Welcome to this blog of my film reviews. Some have been drafted carefully on paper, others I have sat and typed. I'm going to make it clear right now that I don't expect you to agree with my (re)views, or to like my style of writing. However, I want my views to be just out there and open, as a person who wishes to express himself from deep within. Feel free to comment and debate with me, but I do ask that you are civil and not harsh, as any comments which are basically swear words and insults will automatically be deleted. Also any text that is in orange (and often bold) is a Hyperlink to either a source, or a previous post for background reference.
Sunday, 28 November 2010
After accidentally killing a child (Theo Stevenson) on a job, hitman Ray (Colin Farrell) is sent for a break with mentor Ken (Brendan Gleeson) to Bruges. In what he sees as the dullest place on Earth he eventually starts to enjoy it after starting a relationship with Chloe (Clemence Poesy), a beautiful young drug dealer. However, things are set to get bad when Harry (Ralph Fiennes), Ray's boss, comes to Bruges to kill him following the accidental killing of the child.
This film is most definetly a beauty when it comes to art direction and tone, with a consistently dark and tense atmosphere created through a dark and gritty screenplay; but there are also some well-written comic moments, especially in the banter between the Jack-the-Lad Ray and refined Ken, within the first half. The screenplay is quite brash and clearly Writer and Director Martin McDonagh didn't worry about causing offence, a good example being when Ray gets in an argument with a Canadian (presumed American) tourist (Zeljko Ivanek) in a restaurant, and knocks him out, snarling "That's for John Lennon, you Yankie f***ing c**t!" The amount of dialogue that is racially and politically incorrect is vast, to a sickening level, but that doesn't stop this from being a very good film, and only serves to make the screenplay more intense and gritty.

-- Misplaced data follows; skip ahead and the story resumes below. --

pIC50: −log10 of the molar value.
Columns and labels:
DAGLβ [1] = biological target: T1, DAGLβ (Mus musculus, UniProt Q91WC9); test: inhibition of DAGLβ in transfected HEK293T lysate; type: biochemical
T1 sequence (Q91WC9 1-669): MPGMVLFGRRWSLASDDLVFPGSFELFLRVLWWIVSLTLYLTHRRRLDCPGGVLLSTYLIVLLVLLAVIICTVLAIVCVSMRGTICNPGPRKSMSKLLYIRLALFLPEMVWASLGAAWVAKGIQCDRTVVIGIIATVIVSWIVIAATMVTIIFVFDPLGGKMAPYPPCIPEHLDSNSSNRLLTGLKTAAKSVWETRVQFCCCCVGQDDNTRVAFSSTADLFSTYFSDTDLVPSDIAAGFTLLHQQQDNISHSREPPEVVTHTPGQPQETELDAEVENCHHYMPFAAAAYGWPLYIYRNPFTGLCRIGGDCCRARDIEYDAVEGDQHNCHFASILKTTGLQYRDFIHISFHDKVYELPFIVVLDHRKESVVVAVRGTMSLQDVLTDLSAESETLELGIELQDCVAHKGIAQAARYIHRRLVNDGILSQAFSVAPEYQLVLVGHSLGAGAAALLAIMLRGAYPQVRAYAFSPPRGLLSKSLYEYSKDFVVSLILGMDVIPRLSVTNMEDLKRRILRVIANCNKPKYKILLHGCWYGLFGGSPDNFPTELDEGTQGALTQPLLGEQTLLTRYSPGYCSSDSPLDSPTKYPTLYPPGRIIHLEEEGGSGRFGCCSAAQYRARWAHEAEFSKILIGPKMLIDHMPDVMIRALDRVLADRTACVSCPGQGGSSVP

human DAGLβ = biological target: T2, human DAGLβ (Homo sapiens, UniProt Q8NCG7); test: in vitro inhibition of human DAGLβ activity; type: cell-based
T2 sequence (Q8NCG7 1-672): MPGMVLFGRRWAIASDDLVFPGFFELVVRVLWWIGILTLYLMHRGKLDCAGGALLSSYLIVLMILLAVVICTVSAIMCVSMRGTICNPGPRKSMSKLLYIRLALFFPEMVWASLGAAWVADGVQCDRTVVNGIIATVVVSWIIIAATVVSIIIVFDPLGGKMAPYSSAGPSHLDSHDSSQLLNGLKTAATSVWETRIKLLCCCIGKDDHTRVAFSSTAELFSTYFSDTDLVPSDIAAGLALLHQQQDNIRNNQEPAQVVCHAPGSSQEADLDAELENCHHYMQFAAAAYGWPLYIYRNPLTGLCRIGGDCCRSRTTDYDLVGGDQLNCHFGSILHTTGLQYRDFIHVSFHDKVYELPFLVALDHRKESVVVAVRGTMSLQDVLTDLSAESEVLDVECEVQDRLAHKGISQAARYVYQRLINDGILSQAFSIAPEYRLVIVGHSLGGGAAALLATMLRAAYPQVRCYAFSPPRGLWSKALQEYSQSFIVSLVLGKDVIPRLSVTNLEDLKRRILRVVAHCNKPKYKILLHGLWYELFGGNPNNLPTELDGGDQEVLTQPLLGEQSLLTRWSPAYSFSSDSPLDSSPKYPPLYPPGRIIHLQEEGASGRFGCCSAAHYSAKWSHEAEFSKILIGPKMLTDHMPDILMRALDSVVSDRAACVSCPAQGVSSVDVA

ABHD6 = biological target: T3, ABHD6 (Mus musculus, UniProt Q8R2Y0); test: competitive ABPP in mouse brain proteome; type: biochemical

The screenplay, although very strong and meaningful, is really brought to dark and intense life by the superb cast. Farrell makes Ray's inner turmoil over the killing of the child very sincere and heart-wrenching, while Gleeson makes Ken's determination to save Ray very powerful and heartfelt, and the two make a superb double act, especially in the comic banter within the first half. Fiennes makes Harry a vile and vicious cold-blooded killer, full of anger and psychologically complex to a gripping level; and Poesy makes Chloe seriously gorgeous and seductive. Arguably, however, the most memorable performance is that of Jordan Prentice as dwarf actor Jimmy, who makes his character so aggressive and foul-mouthed, and uses the cockiness, rudeness and lack of height to create some great comic relief with his top-notch comic timing and delivery.
All-in-all, the screenplay is very well written, very tense, dark and gripping. However, without the film's superb cast the screenplay would not have come to such excellent life, and the cast work together so well to make this an excellent example of contemporary British cinema.
Stars: Colin Farrell, Brendan Gleeson, Ralph Fiennes, Clemence Poesy, Jordan Prentice, Jeremie Renier, Thekla Reuten, Anna Madeley, Zeljko Ivanek, Elizabeth Berrington.
Oscar nomination: Best Screenplay (Martin McDonagh).